I haven’t had a hankering for a new ride in a long time, but I have found myself longingly eying two of the most ungainly steeds every to be shod with two wheels: cargo bikes and fat bikes.
Sometimes I’ll catch myself day dreaming about rolling along astride a longtail cargo bike, bags and parcels and boxes of groceries lashed to her sturdy, chromoly frame, birds chirping, the wind in my hair …
Or I’ll picture myself mounted on a fat bike, she with her huge, low-pressure tires, me wearing a balaclava that can’t begin to hide an ear-to-ear smile. Together we float, float over the foot of snow that covers the path ahead …
And my reverie will be interrupted by the need to drive to the store or to scrap another bike commute because Winter Storm Whatshisface dumped on us yet again.
But a man can still dream, right?
I was driving home from Kansas City the other day, with the cruise control set for a nice-and-legal 69 mph, when my venerable ride began to act a bit — please pardon the technical jargon here — wonky.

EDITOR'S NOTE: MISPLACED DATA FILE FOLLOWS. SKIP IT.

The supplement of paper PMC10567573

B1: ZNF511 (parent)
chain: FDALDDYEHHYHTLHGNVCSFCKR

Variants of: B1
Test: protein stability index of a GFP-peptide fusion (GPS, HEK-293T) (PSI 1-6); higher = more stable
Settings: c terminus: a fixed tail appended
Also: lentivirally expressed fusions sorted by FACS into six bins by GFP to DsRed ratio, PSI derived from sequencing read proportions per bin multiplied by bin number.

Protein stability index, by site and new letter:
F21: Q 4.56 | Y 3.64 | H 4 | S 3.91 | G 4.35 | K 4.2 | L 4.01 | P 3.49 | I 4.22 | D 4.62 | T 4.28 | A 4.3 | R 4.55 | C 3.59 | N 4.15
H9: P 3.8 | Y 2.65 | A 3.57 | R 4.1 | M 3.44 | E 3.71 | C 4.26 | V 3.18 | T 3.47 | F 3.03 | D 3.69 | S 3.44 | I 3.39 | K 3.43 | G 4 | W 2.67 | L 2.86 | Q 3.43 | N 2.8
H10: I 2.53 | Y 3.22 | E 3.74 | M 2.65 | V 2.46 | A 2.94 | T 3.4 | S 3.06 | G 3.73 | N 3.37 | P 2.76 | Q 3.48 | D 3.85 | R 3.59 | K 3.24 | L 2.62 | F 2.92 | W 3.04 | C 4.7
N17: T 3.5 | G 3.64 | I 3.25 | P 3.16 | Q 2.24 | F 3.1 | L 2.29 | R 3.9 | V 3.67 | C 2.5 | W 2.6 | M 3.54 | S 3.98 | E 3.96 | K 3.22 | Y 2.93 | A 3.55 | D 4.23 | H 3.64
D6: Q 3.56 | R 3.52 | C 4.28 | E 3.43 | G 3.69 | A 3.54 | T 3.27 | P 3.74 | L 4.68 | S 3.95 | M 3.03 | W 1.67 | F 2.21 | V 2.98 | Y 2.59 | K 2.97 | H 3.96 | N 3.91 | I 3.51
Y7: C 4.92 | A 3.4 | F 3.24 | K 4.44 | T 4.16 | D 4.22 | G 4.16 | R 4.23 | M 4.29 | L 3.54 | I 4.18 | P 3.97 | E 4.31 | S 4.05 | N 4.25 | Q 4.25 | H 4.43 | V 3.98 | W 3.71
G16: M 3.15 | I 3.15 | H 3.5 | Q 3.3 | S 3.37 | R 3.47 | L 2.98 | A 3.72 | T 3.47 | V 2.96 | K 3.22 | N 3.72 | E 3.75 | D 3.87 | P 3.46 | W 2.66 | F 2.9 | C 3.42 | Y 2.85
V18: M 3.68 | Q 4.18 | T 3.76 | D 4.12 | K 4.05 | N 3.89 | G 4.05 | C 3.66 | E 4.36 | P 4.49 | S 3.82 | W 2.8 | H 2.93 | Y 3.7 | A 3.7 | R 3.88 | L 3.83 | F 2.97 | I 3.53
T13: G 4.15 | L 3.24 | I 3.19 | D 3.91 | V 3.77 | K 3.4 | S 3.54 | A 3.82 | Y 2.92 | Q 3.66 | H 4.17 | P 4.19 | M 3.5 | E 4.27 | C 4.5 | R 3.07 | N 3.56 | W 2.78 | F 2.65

My car surged a bit, then slowed. Then, much to my surprise, my speedometer plummeted from 69 to 0 in a split-second. Though my momentum had begun to slow, I was still eating miles at a pace considerably faster than the goose egg my speedo displayed. Not the quickest SUV in the fleet, I finally figured out what had happened. My speedometer (sorry, more jargon) broke.
So I tucked in behind a car I had just passed and finished my drive home at an unknown rate of speed.
It has been nearly a week now, and though I haven’t driven much, I have motored a bit around town, somehow, miraculously, making it to my destination despite never having gone any faster than 0 mph. My odometer hasn’t budged, either. You could say I’m going nowhere fast. Or everywhere slow.
Until I can get it into the shop to make the repairs later this week, I’m rather enjoying my time as a speedless wonder. Though I suppose I could extrapolate my speed based on gearing and engine RPM, I simply make a point not to be the fastest driver on the road. It’s all relative.